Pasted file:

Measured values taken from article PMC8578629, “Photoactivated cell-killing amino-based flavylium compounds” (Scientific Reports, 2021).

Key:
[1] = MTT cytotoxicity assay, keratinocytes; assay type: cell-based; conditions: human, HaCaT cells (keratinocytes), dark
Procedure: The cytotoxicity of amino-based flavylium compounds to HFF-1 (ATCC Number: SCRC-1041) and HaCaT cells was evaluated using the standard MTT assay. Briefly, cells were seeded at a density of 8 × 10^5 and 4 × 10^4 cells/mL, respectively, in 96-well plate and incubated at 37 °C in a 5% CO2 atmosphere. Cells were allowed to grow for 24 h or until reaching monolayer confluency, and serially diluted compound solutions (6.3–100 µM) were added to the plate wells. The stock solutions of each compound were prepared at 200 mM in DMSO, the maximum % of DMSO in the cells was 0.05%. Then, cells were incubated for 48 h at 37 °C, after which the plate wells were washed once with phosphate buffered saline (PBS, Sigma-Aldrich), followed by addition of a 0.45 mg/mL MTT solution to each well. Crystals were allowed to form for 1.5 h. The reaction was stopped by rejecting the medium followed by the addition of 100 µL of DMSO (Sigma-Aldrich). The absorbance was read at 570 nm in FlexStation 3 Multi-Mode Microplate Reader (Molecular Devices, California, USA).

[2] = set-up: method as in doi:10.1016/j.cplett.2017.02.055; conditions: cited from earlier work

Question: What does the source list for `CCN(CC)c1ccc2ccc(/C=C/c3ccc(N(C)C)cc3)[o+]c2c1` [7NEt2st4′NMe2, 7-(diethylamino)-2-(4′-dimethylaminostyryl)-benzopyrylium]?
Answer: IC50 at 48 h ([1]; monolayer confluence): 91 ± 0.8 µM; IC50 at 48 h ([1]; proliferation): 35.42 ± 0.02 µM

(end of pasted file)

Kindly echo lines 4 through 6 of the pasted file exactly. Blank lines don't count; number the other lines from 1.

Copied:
Procedure: The cytotoxicity of amino-based flavylium compounds to HFF-1 (ATCC Number: SCRC-1041) and HaCaT cells was evaluated using the standard MTT assay. Briefly, cells were seeded at a density of 8 × 10^5 and 4 × 10^4 cells/mL, respectively, in 96-well plate and incubated at 37 °C in a 5% CO2 atmosphere. Cells were allowed to grow for 24 h or until reaching monolayer confluency, and serially diluted compound solutions (6.3–100 µM) were added to the plate wells. The stock solutions of each compound were prepared at 200 mM in DMSO, the maximum % of DMSO in the cells was 0.05%. Then, cells were incubated for 48 h at 37 °C, after which the plate wells were washed once with phosphate buffered saline (PBS, Sigma-Aldrich), followed by addition of a 0.45 mg/mL MTT solution to each well. Crystals were allowed to form for 1.5 h. The reaction was stopped by rejecting the medium followed by the addition of 100 µL of DMSO (Sigma-Aldrich). The absorbance was read at 570 nm in FlexStation 3 Multi-Mode Microplate Reader (Molecular Devices, California, USA).

[2] = set-up: method as in doi:10.1016/j.cplett.2017.02.055; conditions: cited from earlier work

Question: What does the source list for `CCN(CC)c1ccc2ccc(/C=C/c3ccc(N(C)C)cc3)[o+]c2c1` [7NEt2st4′NMe2, 7-(diethylamino)-2-(4′-dimethylaminostyryl)-benzopyrylium]?